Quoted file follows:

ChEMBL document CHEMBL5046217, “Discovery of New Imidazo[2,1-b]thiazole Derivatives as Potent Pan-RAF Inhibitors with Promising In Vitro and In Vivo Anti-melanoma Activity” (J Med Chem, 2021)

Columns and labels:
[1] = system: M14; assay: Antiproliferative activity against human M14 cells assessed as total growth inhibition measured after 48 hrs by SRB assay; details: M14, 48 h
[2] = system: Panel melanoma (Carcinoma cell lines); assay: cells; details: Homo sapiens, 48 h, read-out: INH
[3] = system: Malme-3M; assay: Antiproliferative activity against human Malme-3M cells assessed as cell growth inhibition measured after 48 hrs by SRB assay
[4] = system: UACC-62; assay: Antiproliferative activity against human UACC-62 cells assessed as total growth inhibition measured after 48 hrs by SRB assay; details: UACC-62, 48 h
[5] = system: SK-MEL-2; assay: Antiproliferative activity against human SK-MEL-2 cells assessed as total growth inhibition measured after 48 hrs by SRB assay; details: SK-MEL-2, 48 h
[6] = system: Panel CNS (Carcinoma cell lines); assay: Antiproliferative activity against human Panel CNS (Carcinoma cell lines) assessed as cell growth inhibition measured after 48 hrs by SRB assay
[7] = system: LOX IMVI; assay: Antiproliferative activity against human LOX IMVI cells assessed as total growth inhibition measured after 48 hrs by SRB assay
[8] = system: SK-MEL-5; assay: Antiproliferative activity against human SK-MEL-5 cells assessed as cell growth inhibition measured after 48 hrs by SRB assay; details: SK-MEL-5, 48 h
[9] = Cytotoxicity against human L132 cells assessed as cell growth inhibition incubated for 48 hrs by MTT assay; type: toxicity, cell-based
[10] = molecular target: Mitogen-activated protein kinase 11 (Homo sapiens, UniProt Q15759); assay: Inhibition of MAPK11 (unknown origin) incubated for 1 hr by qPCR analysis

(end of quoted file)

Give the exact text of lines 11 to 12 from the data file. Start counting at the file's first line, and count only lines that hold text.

[9] = Cytotoxicity against human L132 cells assessed as cell growth inhibition incubated for 48 hrs by MTT assay; type: toxicity, cell-based
[10] = molecular target: Mitogen-activated protein kinase 11 (Homo sapiens, UniProt Q15759); assay: Inhibition of MAPK11 (unknown origin) incubated for 1 hr by qPCR analysis